The reign of Rafa Nadal on clay it resists the attacks of many rivals, but none as insistent as that of the Serbian Novak Djokovic, his rival this Friday in the semifinals of Roland Garros in chapter 58 of the most repeated duel in the history of tennis.
For the moment, the Spaniard has managed to maintain the square against the attacks of the Serbian, who one more year seeks to dethrone him in his empire, in the place of his greatest glory, a bombshell in the world of tennis that would place him in his fifth final on French clay, where he has only lifted one title.
Nadal tries to keep the castle safe, preserve his everlasting dominion, celebrated and hated, brilliant and dreary, in search of its fourteenth final, the penultimate step towards his 21st Grand Slam that would place him, alone, at the top of men’s tennis, rid of the tie with the Swiss Roger Federer.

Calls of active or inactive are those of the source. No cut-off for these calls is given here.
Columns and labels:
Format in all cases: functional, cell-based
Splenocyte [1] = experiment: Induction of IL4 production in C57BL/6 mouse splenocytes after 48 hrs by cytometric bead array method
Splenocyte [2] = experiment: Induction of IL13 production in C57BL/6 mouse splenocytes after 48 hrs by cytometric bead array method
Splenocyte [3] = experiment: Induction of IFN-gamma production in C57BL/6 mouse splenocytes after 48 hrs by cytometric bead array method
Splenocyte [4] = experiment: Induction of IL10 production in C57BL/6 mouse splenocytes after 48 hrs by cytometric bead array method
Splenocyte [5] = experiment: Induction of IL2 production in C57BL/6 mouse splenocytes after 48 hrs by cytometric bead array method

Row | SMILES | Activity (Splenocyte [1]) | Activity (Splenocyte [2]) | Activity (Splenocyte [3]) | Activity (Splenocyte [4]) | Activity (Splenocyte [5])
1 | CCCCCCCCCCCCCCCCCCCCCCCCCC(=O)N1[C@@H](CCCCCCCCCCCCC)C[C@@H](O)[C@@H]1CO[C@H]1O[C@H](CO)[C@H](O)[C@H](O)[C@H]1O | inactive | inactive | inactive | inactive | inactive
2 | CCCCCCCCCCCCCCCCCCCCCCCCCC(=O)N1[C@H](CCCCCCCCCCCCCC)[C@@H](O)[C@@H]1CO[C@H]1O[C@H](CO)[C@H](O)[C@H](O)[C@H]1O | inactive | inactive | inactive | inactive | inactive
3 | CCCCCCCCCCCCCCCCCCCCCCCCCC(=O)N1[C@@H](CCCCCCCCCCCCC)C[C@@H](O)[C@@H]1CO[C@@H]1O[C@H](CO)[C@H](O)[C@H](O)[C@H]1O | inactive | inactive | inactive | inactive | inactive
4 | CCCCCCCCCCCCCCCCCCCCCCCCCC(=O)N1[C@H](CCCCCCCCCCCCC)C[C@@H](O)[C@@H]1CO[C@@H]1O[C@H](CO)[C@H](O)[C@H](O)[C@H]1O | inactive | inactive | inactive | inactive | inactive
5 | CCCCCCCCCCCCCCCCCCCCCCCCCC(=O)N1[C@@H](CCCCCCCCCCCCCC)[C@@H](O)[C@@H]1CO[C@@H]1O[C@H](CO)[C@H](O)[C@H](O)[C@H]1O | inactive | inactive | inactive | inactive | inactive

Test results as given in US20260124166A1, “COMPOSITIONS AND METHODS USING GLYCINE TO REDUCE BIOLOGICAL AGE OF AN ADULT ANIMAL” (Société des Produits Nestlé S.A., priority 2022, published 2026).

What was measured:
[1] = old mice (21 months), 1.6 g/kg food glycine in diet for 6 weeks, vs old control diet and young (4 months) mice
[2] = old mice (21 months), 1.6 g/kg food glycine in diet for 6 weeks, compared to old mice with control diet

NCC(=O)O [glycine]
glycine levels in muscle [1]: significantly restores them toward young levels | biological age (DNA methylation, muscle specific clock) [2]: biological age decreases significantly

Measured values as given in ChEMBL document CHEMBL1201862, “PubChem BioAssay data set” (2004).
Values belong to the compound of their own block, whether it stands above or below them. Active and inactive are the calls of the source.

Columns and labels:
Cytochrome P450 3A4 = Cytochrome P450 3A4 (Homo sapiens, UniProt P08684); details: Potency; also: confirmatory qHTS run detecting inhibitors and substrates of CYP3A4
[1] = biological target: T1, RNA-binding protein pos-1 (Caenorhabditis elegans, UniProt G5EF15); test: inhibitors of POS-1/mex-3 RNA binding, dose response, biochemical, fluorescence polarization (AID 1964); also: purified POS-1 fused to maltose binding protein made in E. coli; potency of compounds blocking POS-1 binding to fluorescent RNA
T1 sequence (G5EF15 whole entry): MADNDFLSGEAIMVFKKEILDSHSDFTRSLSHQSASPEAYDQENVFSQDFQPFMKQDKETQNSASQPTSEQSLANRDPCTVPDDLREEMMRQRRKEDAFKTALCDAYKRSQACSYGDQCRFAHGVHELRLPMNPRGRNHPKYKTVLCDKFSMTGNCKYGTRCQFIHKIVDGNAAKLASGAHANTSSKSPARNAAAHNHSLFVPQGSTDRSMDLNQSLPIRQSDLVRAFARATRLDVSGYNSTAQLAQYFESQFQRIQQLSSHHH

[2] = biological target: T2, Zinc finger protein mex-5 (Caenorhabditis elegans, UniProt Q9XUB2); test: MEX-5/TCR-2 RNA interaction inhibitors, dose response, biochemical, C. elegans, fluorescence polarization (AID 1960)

The machinery seems launched and the Spaniard has been regulating all the elements to reach Roland Garros in his moment of ecstasy. “We come from less to more, the progression of Monte Carlo here has been very good,” says his coach, Carlos Moyá, who culminated in the final stretch of the quarterfinal match against Diego Schwartzman.